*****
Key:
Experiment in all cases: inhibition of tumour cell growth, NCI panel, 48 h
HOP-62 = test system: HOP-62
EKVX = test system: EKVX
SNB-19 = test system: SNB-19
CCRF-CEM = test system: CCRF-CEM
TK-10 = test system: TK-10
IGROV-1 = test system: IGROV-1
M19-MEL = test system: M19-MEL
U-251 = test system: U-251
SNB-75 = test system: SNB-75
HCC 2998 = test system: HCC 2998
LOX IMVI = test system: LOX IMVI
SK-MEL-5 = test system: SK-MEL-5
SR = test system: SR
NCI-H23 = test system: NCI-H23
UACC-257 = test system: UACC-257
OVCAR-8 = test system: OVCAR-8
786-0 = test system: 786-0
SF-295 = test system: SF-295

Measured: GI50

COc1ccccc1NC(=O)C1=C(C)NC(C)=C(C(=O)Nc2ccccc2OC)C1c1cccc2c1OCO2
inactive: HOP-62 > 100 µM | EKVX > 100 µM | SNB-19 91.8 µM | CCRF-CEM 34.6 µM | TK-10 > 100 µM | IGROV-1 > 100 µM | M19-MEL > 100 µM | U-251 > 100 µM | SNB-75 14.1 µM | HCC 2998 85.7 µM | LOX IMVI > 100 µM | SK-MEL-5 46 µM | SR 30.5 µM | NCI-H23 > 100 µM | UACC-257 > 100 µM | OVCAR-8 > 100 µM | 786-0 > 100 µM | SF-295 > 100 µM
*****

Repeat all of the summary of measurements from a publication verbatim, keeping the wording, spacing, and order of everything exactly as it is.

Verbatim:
Key:
Experiment in all cases: inhibition of tumour cell growth, NCI panel, 48 h
HOP-62 = test system: HOP-62
EKVX = test system: EKVX
SNB-19 = test system: SNB-19
CCRF-CEM = test system: CCRF-CEM
TK-10 = test system: TK-10
IGROV-1 = test system: IGROV-1
M19-MEL = test system: M19-MEL
U-251 = test system: U-251
SNB-75 = test system: SNB-75
HCC 2998 = test system: HCC 2998
LOX IMVI = test system: LOX IMVI
SK-MEL-5 = test system: SK-MEL-5
SR = test system: SR
NCI-H23 = test system: NCI-H23
UACC-257 = test system: UACC-257
OVCAR-8 = test system: OVCAR-8
786-0 = test system: 786-0
SF-295 = test system: SF-295

Measured: GI50

COc1ccccc1NC(=O)C1=C(C)NC(C)=C(C(=O)Nc2ccccc2OC)C1c1cccc2c1OCO2
inactive: HOP-62 > 100 µM | EKVX > 100 µM | SNB-19 91.8 µM | CCRF-CEM 34.6 µM | TK-10 > 100 µM | IGROV-1 > 100 µM | M19-MEL > 100 µM | U-251 > 100 µM | SNB-75 14.1 µM | HCC 2998 85.7 µM | LOX IMVI > 100 µM | SK-MEL-5 46 µM | SR 30.5 µM | NCI-H23 > 100 µM | UACC-257 > 100 µM | OVCAR-8 > 100 µM | 786-0 > 100 µM | SF-295 > 100 µM